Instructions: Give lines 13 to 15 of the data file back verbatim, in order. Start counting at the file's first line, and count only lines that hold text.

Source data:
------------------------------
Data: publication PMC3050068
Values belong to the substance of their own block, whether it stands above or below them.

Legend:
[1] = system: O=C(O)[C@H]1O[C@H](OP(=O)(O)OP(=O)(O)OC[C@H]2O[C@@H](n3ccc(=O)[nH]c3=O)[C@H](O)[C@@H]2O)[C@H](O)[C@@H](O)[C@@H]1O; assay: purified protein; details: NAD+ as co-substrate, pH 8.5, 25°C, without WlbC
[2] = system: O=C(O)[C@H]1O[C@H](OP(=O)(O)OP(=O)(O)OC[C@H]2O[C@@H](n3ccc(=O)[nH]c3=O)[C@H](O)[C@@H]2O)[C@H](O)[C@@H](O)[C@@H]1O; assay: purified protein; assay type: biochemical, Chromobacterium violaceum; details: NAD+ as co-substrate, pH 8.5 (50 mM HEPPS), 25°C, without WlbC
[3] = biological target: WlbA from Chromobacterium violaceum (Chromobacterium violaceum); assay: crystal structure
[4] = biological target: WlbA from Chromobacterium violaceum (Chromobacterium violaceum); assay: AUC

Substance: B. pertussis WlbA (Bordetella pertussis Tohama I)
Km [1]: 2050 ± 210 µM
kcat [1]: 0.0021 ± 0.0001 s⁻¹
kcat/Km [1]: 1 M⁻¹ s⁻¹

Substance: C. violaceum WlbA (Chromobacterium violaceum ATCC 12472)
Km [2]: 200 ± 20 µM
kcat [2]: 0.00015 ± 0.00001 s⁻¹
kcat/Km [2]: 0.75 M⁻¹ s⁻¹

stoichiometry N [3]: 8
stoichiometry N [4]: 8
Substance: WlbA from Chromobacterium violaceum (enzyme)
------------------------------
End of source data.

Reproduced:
Km [2]: 200 ± 20 µM
kcat [2]: 0.00015 ± 0.00001 s⁻¹
kcat/Km [2]: 0.75 M⁻¹ s⁻¹